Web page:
Updated WPT DeepStacks Schedule Includes Controversial Texas Stop

Updated WPT DeepStacks Schedule Includes Controversial Texas Stop

The WPT DeepStacks launched Season 5 with eight events on their schedule, and now they’ve added five additional events in 2018. That includes a stop in a state that’s traditionally prohibited real-money no-limit Texas Hold’em.

Among those to capture WPT DeepStacks titles in the past include Jeff Fielder, Upeshka De Silva, and two-time champ Rex Clinskscales. (Image: WPT DeepStacks)

Post-WSOP DeepStacks Plans

The second half of the WPT DeepStacks Season 5 begins after the completion of the 2018 World Series of Poker. In late August, WPT DeepStacks will visit Montreal’s Playground Poker Club for the first time with a C$1,650 Main Event from August 31-September 5.

From September 21-25, the tour will then hold another first-time stop in Houston, Texas, at the FreeRolls Poker Club. The WPTDS Houston will feature a $1,000 buy-in, $100K GTD Main Event. The stop will mark the first time a well-known poker tour has held a stop in Texas, which prohibits poker. More on that below.

The other three stops include the C$1,100 buy-in, C$300K GTD WPT DeepStacks Edmonton at Casino Yellowhead (Sept. 28-Oct. 7), $1,100 buy-in, $300K GTD WPTDS San Diego at Oceans 11 Casino (Oct. 25-29), and the season-ending C$2,500 buy-in, C$1,000,000 GTD DSPT Championship Main Event at Calgary’s Grey Eagle Resort & Casino (Nov. 30-Dec. 3)

“We are thrilled to increase the WPTDeepStacks schedule for Season 5 with the addition of five events that boast combined guarantees of more than $2 million and include the tour’s first-ever trips to Montreal and Texas,” said WPT DeepStacks Executive Director Chris Torina. “Together with our incredible casino partners, we look forward to providing the premier mid-major offering that poker players want and deserve.”

Previously announced WPT DeepStacks Season 5 stops remaining on the schedule include WPTDS Maryland (March 16-26), WPTDS Thunder Valley (April 6-9), and WPTDS Fresno (Club One Casino).

Wait, Is Poker Suddenly Legal in Texas?

Ironically, the state of Texas has long prohibited poker games, even no-limit Texas hold’em. However, poker rooms have been springing up in recent years after discovering what they perceive to be a loophole in the law.

One such room is the FreeRolls Poker Club, which will hold its grand opening the week of April 9-14. According to their website, the room does not charge time rake nor rent seats. Instead, players pay once and play all day.

Here’s what the FreeRolls website says:

“Because our clubs are advertiser supported – all you have to do is become a member through a daily, monthly or annual membership and you get to enjoy all of the poker you can handle or you can chill out in our exclusive FreeRollers Lounge to play a game of pool, chess or just watch a good game on our 70-inch televisions.”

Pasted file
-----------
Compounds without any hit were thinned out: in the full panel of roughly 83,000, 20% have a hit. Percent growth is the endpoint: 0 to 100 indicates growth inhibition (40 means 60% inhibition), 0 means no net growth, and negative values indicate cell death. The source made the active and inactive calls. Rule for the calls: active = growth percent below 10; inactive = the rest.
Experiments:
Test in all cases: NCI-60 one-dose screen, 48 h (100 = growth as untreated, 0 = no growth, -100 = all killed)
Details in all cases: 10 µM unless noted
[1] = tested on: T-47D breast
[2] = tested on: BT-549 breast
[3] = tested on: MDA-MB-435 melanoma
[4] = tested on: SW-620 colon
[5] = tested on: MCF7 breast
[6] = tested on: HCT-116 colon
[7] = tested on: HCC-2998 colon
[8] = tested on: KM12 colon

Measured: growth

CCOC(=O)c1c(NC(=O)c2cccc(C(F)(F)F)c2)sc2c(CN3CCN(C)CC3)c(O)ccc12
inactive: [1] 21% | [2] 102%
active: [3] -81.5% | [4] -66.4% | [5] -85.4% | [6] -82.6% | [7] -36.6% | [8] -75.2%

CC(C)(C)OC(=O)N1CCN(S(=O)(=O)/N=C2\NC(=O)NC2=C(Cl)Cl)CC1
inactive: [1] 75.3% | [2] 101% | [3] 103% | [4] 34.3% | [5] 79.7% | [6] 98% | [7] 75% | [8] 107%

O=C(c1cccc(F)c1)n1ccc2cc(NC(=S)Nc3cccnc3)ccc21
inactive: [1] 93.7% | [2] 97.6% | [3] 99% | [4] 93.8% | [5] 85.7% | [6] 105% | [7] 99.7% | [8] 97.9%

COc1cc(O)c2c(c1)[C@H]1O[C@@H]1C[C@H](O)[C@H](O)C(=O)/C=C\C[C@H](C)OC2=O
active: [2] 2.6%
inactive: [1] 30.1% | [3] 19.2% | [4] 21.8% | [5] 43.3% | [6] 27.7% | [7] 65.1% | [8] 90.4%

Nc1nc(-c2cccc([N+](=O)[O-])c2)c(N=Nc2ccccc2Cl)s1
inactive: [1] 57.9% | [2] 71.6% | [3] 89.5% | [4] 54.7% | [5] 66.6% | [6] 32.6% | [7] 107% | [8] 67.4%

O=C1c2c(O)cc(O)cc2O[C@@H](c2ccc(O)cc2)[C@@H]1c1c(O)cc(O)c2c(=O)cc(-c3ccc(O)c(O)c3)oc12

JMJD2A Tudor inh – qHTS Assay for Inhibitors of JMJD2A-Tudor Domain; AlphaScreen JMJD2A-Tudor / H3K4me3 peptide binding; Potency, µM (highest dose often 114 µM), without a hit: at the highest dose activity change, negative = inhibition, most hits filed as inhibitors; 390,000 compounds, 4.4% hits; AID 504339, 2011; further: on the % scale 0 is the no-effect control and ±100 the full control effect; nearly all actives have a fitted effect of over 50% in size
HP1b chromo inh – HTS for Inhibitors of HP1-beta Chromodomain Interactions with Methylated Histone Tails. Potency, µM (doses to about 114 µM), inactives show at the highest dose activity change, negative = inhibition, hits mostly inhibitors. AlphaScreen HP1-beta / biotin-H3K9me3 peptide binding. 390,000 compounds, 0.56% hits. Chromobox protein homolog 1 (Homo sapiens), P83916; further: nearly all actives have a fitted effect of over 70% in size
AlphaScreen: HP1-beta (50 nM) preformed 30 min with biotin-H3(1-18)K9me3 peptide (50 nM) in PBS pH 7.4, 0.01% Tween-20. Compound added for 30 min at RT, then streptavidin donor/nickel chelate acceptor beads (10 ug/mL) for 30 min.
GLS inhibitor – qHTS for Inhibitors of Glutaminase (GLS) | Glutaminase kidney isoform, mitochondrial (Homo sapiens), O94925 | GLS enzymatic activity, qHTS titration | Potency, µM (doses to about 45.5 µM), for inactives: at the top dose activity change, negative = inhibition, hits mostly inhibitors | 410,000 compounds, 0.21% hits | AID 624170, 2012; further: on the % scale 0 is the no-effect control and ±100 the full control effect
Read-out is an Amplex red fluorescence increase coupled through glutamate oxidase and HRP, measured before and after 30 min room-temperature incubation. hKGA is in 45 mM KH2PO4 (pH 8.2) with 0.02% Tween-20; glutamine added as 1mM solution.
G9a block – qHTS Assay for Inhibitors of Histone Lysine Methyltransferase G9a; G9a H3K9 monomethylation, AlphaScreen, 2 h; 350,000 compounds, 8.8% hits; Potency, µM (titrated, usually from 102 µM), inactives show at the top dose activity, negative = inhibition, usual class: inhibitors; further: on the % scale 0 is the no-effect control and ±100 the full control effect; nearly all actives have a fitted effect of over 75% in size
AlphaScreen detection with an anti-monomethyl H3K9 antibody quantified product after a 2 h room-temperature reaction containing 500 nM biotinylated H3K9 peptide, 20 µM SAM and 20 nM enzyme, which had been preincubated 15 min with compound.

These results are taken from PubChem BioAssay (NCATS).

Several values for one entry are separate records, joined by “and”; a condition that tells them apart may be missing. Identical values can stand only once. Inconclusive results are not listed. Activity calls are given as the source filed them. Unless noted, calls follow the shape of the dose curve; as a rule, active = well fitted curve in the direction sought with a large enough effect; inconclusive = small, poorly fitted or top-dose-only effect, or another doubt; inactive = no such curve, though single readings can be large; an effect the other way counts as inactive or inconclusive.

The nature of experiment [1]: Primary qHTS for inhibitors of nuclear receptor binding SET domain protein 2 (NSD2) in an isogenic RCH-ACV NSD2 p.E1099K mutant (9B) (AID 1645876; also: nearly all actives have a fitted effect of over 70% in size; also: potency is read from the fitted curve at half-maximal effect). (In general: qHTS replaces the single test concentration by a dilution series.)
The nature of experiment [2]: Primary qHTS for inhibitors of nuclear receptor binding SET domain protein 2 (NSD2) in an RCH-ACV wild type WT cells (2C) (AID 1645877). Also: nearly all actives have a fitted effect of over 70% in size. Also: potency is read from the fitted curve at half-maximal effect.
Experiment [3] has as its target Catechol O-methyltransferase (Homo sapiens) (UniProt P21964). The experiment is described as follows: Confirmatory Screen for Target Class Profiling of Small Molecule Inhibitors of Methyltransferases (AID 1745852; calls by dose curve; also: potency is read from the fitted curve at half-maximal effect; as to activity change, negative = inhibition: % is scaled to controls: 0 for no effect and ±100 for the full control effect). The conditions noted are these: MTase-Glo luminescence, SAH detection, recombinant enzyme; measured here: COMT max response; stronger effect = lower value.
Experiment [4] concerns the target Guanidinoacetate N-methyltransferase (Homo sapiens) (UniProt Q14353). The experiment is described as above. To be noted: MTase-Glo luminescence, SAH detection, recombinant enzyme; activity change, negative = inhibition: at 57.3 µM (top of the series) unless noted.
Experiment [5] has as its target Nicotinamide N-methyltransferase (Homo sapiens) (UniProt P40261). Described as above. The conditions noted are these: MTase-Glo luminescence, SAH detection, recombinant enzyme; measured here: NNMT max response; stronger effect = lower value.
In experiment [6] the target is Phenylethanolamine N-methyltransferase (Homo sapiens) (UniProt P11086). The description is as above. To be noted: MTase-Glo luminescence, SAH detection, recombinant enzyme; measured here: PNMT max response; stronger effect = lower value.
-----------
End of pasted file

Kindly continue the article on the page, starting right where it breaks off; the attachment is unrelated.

The website explains that according to a 2005 opinion letter by the Texas Attorney General, as long as players don’t risk money or anything of value to try to win a prize, the game is not illegal under Texas Penal Code §47.02.

“This is one of the core reasons we do not charge our members to participate in any of our tournaments,” they write.

That Texas legal opinion, however, written by current Gov. Greg Abbott when he was AG, was addressing the legality of amateur poker tournaments and leagues, which were holding free events at bars but still awarding real prizes of value.

Neither the WPT DeepStacks nor FreeRolls Poker Club offer an explanation on how players will be able to legally put up $1,000 for September’s event.

Technically, “social gambling” is allowed in Texas, which over the years has allowed home game tournaments and friendly cash games to be played for real money, so long as 100 percent of the prize pool goes back to players. But the state also has shut down bigger events of this sort that operate as a business.

Current memberships prices for FreeRolls Poker Club are $35 per day, $550 per month, and $4,000 per year.

Written by
Chad Holloway
Splitting his time between his native Wisconsin and Las Vegas, Chad Holloway gave up a potential law career to follow his passion and play and write about poker. His background includes a long stint as a senior writer for a major poker news site. Long well-known throughout the poker community for his incisive and in-depth commentary and reporting, we are proud to have Chad on board as part of our CardsChat writing team, where he will be covering everything from the World Series of Poker to interviews, features, and more.

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